Neither opinion is especially persuasive. As for the dissent, hazelnuts are not coffee, and the fact that a coffee product called “Hazelnut Crème” is said to contain 100% Arabica Coffee does not reasonably rule out the possibility that the product contains hazelnuts. By the same token, however, other courts have concluded that reasonable consumers do not ignore a product’s prominently displayed ingredient list when information on the front label may be viewed as ambiguous concerning whether an ingredient is or is not contained in the product. See, e.g., Jessani et al. v. Monini North America, which one of the authors litigated and which this blog covered. To the extent the Dumont majority suggests otherwise, the opinion would be misguided. That said, whereas the olive oil product in Monini was labeled as “truffle flavored,” here, there was no modifier to suggest that the coffee in question simply tasted, or smelled, like hazelnuts. In such cases, perhaps, one could conclude that the front label lacked ambiguity, and thus would not compel prospective purchasers to search the label further.

Less than a week after the First Circuit’s Dumont decision, Judge Alison Burroughs of the District of Massachusetts tossed a putative class action suit alleging that the advertising and packaging of the cereal “Honey Bunches of Oats” falsely suggested it was sweetened only or primarily with honey, when in fact the main sweeteners are sugar, brown sugar, and corn syrup. Lima v. Post Consumer Brands, 18-12100 (D. Mass. Aug. 13, 2019).The plaintiffs pointed to images of a sun, bee, and honey dipper as representing that honey was the principal sweetener in the cereal. They also cited surveys showing that most consumers believe honey is “better for you than sugar” and that approximately half of consumers are willing to pay more for foods that are primarily sweetened with honey.

In concluding that the consumers failed to state a claim, Judge Burroughs found that plaintiffs had offered no reasonable basis for their alleged belief that the honey references on the packaging implied that honey was the primary sweetener in the cereal rather than simply one of its primary flavors. In addition, even assuming the packaging could be viewed as portraying honey to be an ingredient instead of or as well as a flavor, Judge Burroughs found that plaintiffs still failed to state a claim. She noted that, unlike the “Hazelnut Crème” product in Dumont that did not contain any hazelnut, Honey Bunches of Oats did, in fact, contain honey. She also distinguished the case from Mantikas v. Kellogg, in which the Second Circuit found that a “made with whole grain” claim could imply that the product contained more whole wheat flour than white flour. Here, according to Judge Burroughs, the mere references to honey on the package carried no implication that honey was the primary sweetener, and a reasonable consumer concerned about how the cereal was sweetened would have consulted the cereal’s list of ingredients.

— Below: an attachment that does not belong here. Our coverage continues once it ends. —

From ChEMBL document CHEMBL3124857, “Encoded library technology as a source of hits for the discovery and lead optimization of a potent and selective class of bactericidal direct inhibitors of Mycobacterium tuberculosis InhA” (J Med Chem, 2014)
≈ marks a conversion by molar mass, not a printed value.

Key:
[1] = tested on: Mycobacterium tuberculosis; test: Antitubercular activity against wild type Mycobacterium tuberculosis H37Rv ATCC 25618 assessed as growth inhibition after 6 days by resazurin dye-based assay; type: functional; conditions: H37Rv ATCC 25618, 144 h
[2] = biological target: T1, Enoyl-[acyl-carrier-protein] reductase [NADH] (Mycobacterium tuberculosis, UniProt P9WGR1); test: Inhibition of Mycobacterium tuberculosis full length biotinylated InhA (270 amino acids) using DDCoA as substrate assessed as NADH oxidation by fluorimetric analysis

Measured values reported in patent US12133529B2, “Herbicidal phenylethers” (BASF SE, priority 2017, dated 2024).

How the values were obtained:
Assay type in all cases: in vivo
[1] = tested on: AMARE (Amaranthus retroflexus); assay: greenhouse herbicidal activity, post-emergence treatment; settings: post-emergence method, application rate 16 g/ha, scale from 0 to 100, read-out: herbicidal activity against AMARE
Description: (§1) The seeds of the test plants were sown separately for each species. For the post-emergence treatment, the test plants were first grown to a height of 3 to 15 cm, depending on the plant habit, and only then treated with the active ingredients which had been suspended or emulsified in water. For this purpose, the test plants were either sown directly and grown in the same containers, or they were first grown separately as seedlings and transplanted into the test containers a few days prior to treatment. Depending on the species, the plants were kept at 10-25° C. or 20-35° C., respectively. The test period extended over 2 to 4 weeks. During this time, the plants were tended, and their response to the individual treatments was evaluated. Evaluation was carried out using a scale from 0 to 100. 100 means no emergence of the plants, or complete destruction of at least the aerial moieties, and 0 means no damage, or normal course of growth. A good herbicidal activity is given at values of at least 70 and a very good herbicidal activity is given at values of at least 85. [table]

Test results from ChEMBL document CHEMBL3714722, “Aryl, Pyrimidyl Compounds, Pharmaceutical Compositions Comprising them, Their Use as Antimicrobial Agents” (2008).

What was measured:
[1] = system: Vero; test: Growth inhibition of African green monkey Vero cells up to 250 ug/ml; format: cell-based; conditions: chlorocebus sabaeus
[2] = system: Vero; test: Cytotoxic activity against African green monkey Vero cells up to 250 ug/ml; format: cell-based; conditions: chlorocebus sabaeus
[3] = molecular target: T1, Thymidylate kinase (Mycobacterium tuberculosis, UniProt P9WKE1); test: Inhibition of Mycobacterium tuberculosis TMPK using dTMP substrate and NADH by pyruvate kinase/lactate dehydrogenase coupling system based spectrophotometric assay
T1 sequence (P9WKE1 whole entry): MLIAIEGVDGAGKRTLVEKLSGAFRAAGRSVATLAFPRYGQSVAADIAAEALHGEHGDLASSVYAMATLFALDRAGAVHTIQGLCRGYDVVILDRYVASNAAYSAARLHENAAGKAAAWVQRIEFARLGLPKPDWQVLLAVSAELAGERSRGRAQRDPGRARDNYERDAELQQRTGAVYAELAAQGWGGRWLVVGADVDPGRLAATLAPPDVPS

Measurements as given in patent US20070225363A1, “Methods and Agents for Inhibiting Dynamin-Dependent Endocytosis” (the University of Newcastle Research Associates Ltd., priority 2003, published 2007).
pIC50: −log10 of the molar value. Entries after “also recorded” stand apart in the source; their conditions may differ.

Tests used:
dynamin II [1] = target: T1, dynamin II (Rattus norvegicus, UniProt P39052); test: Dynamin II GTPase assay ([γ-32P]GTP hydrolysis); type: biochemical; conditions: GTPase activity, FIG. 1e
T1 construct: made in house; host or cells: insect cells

If nothing else, these cases underscore the fact-specific nature of the inquiry as to what product labels imply about their ingredients. Watch this space as decisions continue to clarify the contours of this body of law.


Want to talk advertising? We welcome your questions, ideas, and thoughts on our posts. Email or call us at /212-969-3240 or /212-969-3671.  We are editors of Proskauer on Advertising Law and partners in Proskauer’s False Advertising & Trademark practice.